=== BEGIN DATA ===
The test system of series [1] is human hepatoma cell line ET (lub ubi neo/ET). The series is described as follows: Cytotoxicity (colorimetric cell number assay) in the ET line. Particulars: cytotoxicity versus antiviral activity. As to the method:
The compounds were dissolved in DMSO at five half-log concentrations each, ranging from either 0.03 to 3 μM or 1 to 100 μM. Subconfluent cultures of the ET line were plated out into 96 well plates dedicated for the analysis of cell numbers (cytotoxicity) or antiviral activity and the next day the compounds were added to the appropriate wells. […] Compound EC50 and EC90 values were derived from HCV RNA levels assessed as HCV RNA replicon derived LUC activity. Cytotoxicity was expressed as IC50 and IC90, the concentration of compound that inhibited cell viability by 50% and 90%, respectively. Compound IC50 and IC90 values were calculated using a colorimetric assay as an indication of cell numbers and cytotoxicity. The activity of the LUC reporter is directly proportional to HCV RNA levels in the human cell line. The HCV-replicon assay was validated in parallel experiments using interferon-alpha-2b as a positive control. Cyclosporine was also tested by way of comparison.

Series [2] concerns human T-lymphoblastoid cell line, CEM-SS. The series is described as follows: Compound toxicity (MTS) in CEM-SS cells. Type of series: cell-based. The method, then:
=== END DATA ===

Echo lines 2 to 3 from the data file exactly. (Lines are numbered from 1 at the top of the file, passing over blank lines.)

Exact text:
The compounds were dissolved in DMSO at five half-log concentrations each, ranging from either 0.03 to 3 μM or 1 to 100 μM. Subconfluent cultures of the ET line were plated out into 96 well plates dedicated for the analysis of cell numbers (cytotoxicity) or antiviral activity and the next day the compounds were added to the appropriate wells. […] Compound EC50 and EC90 values were derived from HCV RNA levels assessed as HCV RNA replicon derived LUC activity. Cytotoxicity was expressed as IC50 and IC90, the concentration of compound that inhibited cell viability by 50% and 90%, respectively. Compound IC50 and IC90 values were calculated using a colorimetric assay as an indication of cell numbers and cytotoxicity. The activity of the LUC reporter is directly proportional to HCV RNA levels in the human cell line. The HCV-replicon assay was validated in parallel experiments using interferon-alpha-2b as a positive control. Cyclosporine was also tested by way of comparison.

Series [2] concerns human T-lymphoblastoid cell line, CEM-SS. The series is described as follows: Compound toxicity (MTS) in CEM-SS cells. Type of series: cell-based. The method, then: